Perfect In Any Area Code

May 11

Dallas Braden has done the most for the 209 area code since George Lucas and “American Graffiti.” It’s just a baseball game, but what Braden did Sunday was a shot in the arm for Stockton, which has only taken shots to the ribs in recent years. A true feel-good story.

I can’t help but wonder, though.

What would have happened if Braden threw a one-hitter, and the only baserunner was Evan Longoria by way of a bunt single in the 5th inning Sunday? Would that have violated a “code” in the 209 ? We already know you don’t run over a man’s mound of dirt.

Many in the crowd of 12,000 booed, but I personally don’t think there was anything wrong with Longoria’s bunt attempt. He was trying to get something going and nobody should be worrying about a no-hitter or perfect game in the 5th. Now, if Gabe Kapler tried to bunt with two outs in the top of the 9th, Braden might have done some talking with his knuckles. Warning: pick your battles — Kapler is cut in stone, a big-time body-builder.

I have a feeling he would have had some help. That’s just the way it is in baseball. The Code — and I don’t mean the 209 — is filled with silly protocols, but this one is very clear. You don’t “cheap” your way toward breaking up a no-hitter, at least not in the regular season. If Kapler swung and the ball rolled 32 feet for a single, Braden would have been frustrated out of his skull, but he would not have brained Kapler.

Braden and Kevin Kouzmanoff should be best buddies now. Kouzmanoff made several terrific plays to preserve the perfecto, including a running catch of a pop foul near the A’s dugout on the third base side. It helped that the A’s foul territory is amost as big as the 209.

Braden’s grandma Peggy Lindsey is backing off after saying “stick it, A-rod.” As is often the case, however, the first response is most honest. And let’s face it, it made her even more endearing to fans. I’m pretty sure it played well in Stockton.

Braden isn’t the most unlikely to throw a perfect game, but pretty close. He had never even thrown a complete game in the majors. However, he is not a fringe pitcher.

Braden is not overpowering but if he stays healthy should have a decent career as a middle-of-rotation guy who relies on keeping hitters off balance. Guys who master that craft stick around for a while, especially if they are left-handed. Just look at the guy in Philadelphia.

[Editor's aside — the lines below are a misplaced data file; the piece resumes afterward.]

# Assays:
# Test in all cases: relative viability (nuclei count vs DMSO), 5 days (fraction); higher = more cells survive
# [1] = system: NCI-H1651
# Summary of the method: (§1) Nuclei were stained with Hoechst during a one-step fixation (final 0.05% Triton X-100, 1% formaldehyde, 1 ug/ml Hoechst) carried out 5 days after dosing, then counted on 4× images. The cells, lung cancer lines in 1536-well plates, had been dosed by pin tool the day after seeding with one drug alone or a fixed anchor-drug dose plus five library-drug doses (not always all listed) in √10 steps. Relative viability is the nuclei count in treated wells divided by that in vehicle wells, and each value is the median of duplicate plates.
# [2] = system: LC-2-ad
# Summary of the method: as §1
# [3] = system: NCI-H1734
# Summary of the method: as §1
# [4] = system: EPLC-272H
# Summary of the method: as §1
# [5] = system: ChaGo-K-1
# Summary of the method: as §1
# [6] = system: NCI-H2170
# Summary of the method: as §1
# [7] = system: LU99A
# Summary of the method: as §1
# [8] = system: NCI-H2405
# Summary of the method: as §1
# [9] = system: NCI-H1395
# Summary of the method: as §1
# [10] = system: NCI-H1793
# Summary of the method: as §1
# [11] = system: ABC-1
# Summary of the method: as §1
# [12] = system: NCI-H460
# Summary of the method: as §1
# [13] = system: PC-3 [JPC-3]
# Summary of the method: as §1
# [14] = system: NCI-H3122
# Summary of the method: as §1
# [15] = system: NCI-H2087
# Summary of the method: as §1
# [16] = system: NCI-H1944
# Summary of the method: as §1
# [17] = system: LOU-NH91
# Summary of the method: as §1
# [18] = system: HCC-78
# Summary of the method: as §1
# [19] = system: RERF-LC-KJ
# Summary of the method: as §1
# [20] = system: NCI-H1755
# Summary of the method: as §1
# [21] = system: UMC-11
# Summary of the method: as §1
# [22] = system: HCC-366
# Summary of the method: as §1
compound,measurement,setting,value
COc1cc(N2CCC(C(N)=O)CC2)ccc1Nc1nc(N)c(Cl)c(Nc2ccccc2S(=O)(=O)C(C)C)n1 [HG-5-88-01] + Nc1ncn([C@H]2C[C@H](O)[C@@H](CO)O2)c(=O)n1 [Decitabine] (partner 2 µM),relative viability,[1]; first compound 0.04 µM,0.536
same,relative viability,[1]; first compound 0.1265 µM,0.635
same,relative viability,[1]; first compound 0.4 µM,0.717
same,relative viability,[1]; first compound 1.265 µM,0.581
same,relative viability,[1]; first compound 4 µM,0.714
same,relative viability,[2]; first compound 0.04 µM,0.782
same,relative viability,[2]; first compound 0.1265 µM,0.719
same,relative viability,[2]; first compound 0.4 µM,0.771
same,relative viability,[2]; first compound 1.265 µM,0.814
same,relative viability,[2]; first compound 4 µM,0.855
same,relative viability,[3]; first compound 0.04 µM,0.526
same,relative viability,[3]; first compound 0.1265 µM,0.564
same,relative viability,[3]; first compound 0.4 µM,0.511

Some interesting “perfect game” facts :

There have been 17 perfect games in the so-called Modern Era, after the American League was formed. The first in that era was thrown by Cy Young of Boston in 1904. Among his victims were Socks Seybold and Ossee Schreckengost. God, I wish Harry Caray could have broadcast that game. Young outdueled fellow future HOF’er Rube Waddell.

In the 19th Century, Lee Richmond of the Worcester Ruby Legs was the first to throw one, beating the Cleveland Blues on June 12, 1880. He then donned ruby slippers. Five days later, John Montgomery Ward threw one for the Providence Grays, and then announced a 20 percent sale on 700-thread count bedsheets.

There was a 42-year gap in regular season perfect games between Charlie Robertson and Jim Bunning, and then there were three in the next five seasons. Bunning, Sandy Koufax and Jim Hunter are all Hall of Famers. Hunter was the last Oakland Athletic to accomplish the feat, before a crowd of 62-hundred at an un-tarped Coliseum.

The only person to catch two perfect games is Ron Hassey, in 1981 with Len Barker and in 1991 with Dennis Martinez. Hassey was also a member of the World Series champion 1989 Oakland A’s club. He also had a .323 postseason batting average. That’s not a bad career; catch two perfect games, get a ring, hit over .300 in the postseason. I know a lot of so-called “star players” who would make that trade.

Braden’s next home start will be either Wednesday or Thursday of next week against the Detroit Tigers. What if the A’s served $2 Perfects from Margaritaville that day ? It couldn’t be any worse than nickel beer night … could it ?

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